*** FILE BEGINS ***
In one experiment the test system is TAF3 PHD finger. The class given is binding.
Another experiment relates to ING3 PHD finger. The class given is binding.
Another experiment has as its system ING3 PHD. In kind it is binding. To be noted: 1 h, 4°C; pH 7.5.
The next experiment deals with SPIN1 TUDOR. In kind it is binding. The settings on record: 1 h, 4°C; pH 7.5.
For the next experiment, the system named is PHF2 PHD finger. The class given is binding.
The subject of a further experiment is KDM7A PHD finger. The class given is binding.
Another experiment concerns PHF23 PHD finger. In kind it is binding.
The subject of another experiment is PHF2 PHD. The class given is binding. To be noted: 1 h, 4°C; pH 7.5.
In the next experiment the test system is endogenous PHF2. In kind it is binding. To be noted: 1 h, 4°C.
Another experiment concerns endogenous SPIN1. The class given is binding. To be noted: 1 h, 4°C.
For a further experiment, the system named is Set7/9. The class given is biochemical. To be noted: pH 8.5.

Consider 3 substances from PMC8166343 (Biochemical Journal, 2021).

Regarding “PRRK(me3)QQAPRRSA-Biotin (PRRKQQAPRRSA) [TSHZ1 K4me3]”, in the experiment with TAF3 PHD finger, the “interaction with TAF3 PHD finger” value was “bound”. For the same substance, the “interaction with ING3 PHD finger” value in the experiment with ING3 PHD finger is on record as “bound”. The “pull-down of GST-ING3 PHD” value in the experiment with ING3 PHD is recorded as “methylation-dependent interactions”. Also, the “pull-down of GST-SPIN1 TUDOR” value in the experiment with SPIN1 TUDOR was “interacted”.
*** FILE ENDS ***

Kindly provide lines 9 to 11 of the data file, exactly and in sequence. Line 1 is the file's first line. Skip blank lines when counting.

In the next experiment the test system is endogenous PHF2. In kind it is binding. To be noted: 1 h, 4°C.
Another experiment concerns endogenous SPIN1. The class given is binding. To be noted: 1 h, 4°C.
For a further experiment, the system named is Set7/9. The class given is biochemical. To be noted: pH 8.5.